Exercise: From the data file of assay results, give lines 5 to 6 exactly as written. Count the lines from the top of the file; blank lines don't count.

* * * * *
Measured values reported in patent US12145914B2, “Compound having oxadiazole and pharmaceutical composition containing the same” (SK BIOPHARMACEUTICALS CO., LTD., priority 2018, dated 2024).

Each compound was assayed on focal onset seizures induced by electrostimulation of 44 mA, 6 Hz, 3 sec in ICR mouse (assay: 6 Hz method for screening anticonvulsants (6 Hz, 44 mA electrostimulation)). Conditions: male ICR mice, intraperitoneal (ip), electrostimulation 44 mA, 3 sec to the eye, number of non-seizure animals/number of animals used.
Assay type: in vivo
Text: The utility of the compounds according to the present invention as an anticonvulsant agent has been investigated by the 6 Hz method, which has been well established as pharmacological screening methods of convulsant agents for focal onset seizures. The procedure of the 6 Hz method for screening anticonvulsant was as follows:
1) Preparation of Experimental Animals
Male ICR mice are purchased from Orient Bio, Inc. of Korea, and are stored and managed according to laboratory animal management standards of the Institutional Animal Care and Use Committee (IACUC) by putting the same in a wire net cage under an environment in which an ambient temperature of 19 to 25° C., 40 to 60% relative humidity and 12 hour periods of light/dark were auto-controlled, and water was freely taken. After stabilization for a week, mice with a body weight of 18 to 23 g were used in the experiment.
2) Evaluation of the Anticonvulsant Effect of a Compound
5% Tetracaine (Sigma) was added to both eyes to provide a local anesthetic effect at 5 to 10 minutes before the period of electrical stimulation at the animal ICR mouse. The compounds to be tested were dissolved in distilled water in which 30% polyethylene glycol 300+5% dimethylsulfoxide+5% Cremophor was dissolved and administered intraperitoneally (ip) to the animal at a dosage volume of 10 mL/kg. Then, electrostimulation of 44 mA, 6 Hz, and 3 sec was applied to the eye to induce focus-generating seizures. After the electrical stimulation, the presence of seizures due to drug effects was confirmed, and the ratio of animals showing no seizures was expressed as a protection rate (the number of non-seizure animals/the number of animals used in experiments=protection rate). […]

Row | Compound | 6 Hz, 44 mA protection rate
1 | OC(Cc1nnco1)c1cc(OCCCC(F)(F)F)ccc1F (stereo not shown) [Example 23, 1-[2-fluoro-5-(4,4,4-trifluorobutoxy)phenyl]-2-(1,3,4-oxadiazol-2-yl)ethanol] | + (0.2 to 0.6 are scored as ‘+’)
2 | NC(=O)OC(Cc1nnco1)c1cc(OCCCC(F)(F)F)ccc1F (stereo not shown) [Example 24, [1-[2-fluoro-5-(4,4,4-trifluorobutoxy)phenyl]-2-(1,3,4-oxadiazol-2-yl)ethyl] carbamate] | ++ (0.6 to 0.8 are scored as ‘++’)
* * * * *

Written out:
1) Preparation of Experimental Animals
Male ICR mice are purchased from Orient Bio, Inc. of Korea, and are stored and managed according to laboratory animal management standards of the Institutional Animal Care and Use Committee (IACUC) by putting the same in a wire net cage under an environment in which an ambient temperature of 19 to 25° C., 40 to 60% relative humidity and 12 hour periods of light/dark were auto-controlled, and water was freely taken. After stabilization for a week, mice with a body weight of 18 to 23 g were used in the experiment.